The long bath is the most low-tech approach to the issue of plant watering when you’re gone. However, this form of plant treatment necessitates no special equipment or installation. To cover the tub’s surface, put an old towel in it, then place the pots on top. Now add a couple of inches of water to the shower, and you’re good to go.

Notice that this approach is only helpful if the pots used have drainage holes. Moreover, the bathroom has adequate natural light to fulfill your plants’ needs.

2. Mini Greenhouse

It is an excellent remedy for plants in small pots or plants left alone for a long time.

  • 1) Place a towel inside a giant clear plastic bag to cover the bottom.
  • 2) And then place your plants on top of it.
  • 3) To inflate the bag, gather the top of the bag and use a vacuum in reverse or manually blow into it
  • 4) Don’t make the leaves hit the plastic.
  • 5) Using a zip knot, secure the bag.

What you’re building is a greenhouse and is more like a water-recycling scheme than an irrigation device. This bag must keep away from direct sunlight.

3. Watering Spikes

Ceramic watering spikes are handy little devices designed to use for empty wine bottles and are incredibly effective at evenly distributing moisture on a need basis. The only thing to look out for is the porous terra cotta can shatter by the glass bottle. The porous terra cotta can only release water to the soil as it dries out, meaning that its water levels remain stable. Watering globes, like watering spikes, work on the same premises but are more appealing. Moreover, often people use them to assist in watering both indoor and outdoor plants.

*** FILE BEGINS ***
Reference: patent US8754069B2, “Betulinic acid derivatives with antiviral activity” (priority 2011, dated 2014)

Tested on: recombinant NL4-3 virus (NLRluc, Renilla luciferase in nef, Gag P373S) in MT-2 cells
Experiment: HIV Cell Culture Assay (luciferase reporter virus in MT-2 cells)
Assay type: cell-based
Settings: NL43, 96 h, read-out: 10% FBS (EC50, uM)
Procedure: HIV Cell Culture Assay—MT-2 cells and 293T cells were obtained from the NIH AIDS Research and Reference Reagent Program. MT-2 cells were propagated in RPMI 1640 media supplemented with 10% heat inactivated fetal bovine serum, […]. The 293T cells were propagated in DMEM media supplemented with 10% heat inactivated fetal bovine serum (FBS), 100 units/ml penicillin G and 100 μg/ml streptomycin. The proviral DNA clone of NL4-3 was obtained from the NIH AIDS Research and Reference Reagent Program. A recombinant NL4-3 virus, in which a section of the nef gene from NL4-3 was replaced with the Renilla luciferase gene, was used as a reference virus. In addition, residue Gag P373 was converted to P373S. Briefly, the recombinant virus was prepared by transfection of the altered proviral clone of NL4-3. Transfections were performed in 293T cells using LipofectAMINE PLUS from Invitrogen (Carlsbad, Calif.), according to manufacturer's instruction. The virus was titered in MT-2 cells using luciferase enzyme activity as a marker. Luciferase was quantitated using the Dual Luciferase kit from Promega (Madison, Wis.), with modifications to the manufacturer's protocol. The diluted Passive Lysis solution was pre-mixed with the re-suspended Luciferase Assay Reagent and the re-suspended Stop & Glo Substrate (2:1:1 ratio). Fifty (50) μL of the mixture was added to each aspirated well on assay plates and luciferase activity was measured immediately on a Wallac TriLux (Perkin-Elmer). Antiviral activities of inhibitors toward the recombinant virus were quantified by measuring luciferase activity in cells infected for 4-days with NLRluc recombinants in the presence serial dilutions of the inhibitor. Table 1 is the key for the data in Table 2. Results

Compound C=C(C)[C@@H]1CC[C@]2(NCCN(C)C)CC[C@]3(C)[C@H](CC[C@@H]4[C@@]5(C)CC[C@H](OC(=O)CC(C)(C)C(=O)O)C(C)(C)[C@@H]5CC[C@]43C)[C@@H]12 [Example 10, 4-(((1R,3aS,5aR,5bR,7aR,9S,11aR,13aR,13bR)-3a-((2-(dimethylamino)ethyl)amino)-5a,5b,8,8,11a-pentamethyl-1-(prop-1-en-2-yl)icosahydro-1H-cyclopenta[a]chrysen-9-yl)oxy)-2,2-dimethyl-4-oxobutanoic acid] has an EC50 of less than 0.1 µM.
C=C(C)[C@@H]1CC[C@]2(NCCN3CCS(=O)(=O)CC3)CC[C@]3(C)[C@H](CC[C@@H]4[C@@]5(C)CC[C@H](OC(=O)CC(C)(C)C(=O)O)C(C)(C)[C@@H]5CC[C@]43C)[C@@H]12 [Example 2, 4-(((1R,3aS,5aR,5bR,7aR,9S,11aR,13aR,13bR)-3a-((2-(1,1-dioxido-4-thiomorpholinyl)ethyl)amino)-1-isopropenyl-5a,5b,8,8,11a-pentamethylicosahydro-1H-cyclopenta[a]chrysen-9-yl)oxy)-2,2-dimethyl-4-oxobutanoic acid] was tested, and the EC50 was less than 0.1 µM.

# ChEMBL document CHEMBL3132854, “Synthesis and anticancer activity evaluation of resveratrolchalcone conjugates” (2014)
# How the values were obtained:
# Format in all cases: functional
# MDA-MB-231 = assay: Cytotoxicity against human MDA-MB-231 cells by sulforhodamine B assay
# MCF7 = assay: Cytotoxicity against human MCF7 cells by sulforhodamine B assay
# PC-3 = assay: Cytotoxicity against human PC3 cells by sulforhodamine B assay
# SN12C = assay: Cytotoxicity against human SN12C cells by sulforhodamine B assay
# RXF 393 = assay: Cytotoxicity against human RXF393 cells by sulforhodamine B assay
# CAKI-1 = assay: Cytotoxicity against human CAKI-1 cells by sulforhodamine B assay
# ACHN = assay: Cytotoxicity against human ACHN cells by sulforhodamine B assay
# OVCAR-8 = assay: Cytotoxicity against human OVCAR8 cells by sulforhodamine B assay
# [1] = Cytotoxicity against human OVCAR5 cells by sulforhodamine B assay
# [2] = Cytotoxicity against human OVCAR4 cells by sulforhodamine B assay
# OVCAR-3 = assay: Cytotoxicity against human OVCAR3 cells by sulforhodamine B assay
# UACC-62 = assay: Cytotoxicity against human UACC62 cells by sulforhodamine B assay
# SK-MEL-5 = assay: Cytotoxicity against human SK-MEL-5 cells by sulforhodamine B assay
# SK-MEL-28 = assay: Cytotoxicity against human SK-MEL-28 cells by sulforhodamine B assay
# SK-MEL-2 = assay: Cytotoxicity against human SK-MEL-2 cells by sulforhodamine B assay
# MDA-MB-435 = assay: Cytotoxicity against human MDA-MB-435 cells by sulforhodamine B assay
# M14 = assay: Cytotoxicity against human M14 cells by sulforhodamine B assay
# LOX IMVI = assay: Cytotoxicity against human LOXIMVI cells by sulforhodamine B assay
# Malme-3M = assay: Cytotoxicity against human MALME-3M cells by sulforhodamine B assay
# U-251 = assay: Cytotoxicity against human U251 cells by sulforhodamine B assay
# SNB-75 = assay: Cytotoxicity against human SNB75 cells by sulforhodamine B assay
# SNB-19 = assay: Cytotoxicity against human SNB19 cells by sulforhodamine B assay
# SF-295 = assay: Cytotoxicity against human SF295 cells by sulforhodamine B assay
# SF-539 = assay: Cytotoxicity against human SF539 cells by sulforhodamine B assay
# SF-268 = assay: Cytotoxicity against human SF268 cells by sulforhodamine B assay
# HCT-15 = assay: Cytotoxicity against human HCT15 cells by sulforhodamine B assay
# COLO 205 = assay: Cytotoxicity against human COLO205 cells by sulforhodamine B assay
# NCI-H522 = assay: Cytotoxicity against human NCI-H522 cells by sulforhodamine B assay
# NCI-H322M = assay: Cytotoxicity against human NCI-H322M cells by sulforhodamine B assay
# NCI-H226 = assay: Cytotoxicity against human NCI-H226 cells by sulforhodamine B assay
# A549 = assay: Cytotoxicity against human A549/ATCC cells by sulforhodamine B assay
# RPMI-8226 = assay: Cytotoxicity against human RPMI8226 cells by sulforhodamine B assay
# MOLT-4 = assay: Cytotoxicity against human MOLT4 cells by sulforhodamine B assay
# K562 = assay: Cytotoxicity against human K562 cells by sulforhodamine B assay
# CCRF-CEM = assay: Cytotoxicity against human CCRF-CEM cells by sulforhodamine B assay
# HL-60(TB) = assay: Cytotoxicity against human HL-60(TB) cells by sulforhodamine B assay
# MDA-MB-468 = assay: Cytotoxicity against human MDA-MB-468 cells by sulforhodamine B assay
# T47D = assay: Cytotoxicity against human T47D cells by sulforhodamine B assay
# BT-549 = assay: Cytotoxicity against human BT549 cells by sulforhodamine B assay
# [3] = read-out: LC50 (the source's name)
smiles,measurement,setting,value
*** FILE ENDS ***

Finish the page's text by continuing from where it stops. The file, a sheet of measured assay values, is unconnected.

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4. Self-Watering Pots

These are planters designed to supply water to plants from the container they are in daily, and they perform exceptionally well. There are also kits for turning standard pots into self-watering pots, which will keep your plants happy when you’re gone.

 

5. Drip System

A drip system constructed from repurposed plastic water bottles is another tips for plant care during vacation.

  • 1) Drill or hammer and nail a few holes in the lid of a plastic water bottle to use it.
  • 2) Load the bottle with as much water as your plant needs.
  • 3) Then turn it upside down and bury the cap in the potting soil, careful not to damage the roots.
  • 4) Water can now steadily leak out of the soil as it dries.

 

6. Plant Saucer system

It is one of the easiest methods, but it’s certainly not the best choice for plants that need special care. Saucers not only help your plants conserve water but also prevent dirt from leaking out of the bottom of your tank. Moreover, keeping it neat and clean while you’re gone.